Statistics suggest that more than 30 percent of women in our country have issues with bladder control. The problem could arise due to many factors, including age, excess body weight, weak bladder muscles, and overuse of certain medications. Thankfully, patients can manage the symptoms associated with an overactive bladder by following a proper nutrition plan. Below, we’ve listed a few foods that individuals with the condition should eat and avoid.
Foods to avoid
People with bladder control issues should stay away from the following:
Caffeine is one of the primary triggers of the condition. Products like coffee, tea, energy drinks, and carbonated drinks have a diuretic effect, promoting urination.
This is another diuretic that can impact bladder control. Alcohol not only increases the pressure in the detrusor muscles but also affects the body’s natural signals that tell the brain when to empty the bladder.
Foods such as peppers, chili powder, horseradish, and other spices can irritate the bladder lining, increasing the urge to urinate. Spicy foods also increase the tendency to drink more water, worsening the symptoms of urinary incontinence.
Like spicy foods, artificial sweeteners can also worsen bladder control by making the bladder muscles hyperactive. Frequent urination can also increase the risk of urinary tract infections (UTIs), especially in women, making urinary incontinence hard to manage.
Foods to eat
The following options can help with bladder control issues:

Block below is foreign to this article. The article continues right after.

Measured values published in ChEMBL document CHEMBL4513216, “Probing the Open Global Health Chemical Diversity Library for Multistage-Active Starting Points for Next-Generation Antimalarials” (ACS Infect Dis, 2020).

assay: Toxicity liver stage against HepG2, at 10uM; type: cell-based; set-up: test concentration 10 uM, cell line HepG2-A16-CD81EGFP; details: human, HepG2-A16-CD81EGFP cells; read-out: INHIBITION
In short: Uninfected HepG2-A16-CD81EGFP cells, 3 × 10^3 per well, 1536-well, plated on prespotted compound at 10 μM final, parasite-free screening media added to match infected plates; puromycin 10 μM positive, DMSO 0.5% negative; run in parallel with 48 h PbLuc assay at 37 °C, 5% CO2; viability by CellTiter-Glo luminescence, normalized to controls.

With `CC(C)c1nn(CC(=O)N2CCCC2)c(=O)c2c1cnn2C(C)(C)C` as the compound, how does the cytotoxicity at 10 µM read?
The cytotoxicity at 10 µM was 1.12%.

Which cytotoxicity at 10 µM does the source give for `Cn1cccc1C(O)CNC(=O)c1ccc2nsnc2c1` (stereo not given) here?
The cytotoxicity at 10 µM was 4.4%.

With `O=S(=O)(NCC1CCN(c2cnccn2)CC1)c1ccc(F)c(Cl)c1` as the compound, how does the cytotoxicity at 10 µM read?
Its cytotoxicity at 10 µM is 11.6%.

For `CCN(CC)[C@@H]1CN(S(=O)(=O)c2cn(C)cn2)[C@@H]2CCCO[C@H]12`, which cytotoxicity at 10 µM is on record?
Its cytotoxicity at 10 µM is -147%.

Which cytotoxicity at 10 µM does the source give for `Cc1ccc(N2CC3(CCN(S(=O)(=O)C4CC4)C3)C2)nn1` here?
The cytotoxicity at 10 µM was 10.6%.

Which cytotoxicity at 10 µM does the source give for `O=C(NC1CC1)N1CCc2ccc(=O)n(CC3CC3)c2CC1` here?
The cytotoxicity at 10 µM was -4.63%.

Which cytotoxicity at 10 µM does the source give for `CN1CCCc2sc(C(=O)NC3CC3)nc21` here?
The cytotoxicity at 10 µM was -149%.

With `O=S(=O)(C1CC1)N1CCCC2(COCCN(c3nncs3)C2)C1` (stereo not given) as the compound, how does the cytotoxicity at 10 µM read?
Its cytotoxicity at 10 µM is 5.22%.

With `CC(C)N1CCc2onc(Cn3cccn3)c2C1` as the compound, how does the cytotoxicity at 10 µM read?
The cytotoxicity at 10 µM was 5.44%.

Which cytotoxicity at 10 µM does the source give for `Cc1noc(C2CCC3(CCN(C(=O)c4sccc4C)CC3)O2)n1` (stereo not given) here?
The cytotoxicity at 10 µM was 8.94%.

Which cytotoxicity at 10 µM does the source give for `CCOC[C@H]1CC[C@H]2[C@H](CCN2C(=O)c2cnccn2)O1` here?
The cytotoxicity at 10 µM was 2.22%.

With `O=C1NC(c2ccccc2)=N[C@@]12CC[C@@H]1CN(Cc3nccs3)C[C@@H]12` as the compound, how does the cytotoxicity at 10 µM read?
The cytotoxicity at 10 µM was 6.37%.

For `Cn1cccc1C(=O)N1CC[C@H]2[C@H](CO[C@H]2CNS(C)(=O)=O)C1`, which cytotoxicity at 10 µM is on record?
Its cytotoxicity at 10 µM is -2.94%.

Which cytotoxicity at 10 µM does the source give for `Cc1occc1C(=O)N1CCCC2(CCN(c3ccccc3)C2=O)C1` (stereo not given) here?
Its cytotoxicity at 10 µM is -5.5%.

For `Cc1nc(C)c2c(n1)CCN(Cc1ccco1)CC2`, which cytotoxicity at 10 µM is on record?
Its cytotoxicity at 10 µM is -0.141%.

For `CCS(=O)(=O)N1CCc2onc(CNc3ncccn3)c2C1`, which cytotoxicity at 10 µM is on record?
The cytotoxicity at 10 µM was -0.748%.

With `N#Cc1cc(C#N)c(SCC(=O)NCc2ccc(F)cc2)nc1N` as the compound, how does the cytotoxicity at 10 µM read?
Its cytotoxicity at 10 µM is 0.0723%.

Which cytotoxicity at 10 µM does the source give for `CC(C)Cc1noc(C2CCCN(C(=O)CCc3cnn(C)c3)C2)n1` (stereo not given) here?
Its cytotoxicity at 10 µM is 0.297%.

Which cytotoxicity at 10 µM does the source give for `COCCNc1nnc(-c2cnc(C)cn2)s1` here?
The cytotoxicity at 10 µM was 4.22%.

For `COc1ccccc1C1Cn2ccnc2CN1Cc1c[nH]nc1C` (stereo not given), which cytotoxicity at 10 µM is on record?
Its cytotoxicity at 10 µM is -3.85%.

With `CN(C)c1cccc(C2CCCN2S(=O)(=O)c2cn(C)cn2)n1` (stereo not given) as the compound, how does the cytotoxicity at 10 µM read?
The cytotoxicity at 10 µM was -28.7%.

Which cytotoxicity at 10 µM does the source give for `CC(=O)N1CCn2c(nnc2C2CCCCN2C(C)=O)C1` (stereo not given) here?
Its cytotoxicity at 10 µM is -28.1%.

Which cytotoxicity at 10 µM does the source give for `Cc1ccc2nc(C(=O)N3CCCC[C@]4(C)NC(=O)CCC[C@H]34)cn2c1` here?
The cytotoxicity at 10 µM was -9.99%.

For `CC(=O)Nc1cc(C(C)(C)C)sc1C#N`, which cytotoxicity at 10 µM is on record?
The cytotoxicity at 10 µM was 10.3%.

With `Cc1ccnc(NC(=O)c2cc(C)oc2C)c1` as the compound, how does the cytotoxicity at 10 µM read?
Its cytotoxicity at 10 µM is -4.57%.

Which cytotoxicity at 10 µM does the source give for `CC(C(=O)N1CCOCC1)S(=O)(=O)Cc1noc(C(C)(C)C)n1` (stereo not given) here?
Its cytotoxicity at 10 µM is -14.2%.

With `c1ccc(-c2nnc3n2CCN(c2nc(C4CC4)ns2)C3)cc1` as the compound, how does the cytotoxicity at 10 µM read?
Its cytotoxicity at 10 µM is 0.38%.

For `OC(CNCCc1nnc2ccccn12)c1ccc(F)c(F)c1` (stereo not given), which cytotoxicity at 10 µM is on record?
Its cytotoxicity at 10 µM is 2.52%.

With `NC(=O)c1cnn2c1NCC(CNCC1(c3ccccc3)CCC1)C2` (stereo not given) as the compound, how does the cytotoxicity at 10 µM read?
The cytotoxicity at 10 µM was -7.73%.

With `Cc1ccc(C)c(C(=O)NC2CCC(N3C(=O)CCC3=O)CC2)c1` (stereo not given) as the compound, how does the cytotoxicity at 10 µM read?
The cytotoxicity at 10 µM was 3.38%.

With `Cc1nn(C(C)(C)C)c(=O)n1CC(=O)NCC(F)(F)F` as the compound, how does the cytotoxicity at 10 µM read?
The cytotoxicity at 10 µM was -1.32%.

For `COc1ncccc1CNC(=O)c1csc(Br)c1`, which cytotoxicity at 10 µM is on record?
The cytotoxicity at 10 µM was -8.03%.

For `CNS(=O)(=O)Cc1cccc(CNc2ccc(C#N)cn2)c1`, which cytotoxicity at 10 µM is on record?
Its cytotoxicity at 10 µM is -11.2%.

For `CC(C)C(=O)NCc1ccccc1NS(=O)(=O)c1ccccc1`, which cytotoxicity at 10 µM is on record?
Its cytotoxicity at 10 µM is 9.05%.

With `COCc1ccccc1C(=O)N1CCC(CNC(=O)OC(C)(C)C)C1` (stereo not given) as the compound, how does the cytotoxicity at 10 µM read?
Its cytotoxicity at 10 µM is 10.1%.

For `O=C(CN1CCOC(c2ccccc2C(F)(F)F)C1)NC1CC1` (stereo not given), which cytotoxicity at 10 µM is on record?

Lean protein found in white-fleshed fish, plain Greek yogurt, beans, peas, lentils, poultry, and powdered peanut butter can help prevent bladder irritation, thereby reducing instances of overactive bladder.
Grains like oats and quinoa are rich in healthy carbohydrates, which, in turn, facilitate healthy bowel movements that help with bladder control.
Potatoes are a great comfort food that can also be eaten to avoid overactive bladder. While there are more than 4,000 types of potatoes, russet and sweet potatoes are the best for improving bladder control.
Pears are low in sugar and rich in fiber that can ease bowel movements. And comfortable bowel movements ensure better bladder control. Besides, the antioxidants in pears can help keep UTIs at bay.
Cruciferous vegetables, like sprouting broccoli, Brussels sprouts, cauliflower, cabbage, etc., are known for their cancer-fighting properties. However, nutrients such as vitamin C, E, K, folate, and fiber also promote bladder health.
Medication can also go a long way when it comes to tackling bladder problems. GEMTESA is a commonly prescribed medication for an overactive bladder. The FDA-approved medication can significantly help reduce the urge for urinary incontinence as well as urgency episodes. It is typically available as 75 mg oral tablets and can be taken once everyday. Common side effects include headache, diarrhea, and nausea among others.
Another popular prescription to help manage an overactive bladder includes MYRBETRIQ. The tablet can be taken orally, and is known for its ability to help control urinary incontinence. It is used for adult patients and the dosage is usually one tablet of 25mg. However, if the symptoms continue to persist, the dosage can be upped to 50mg after a doctor’s recommendation.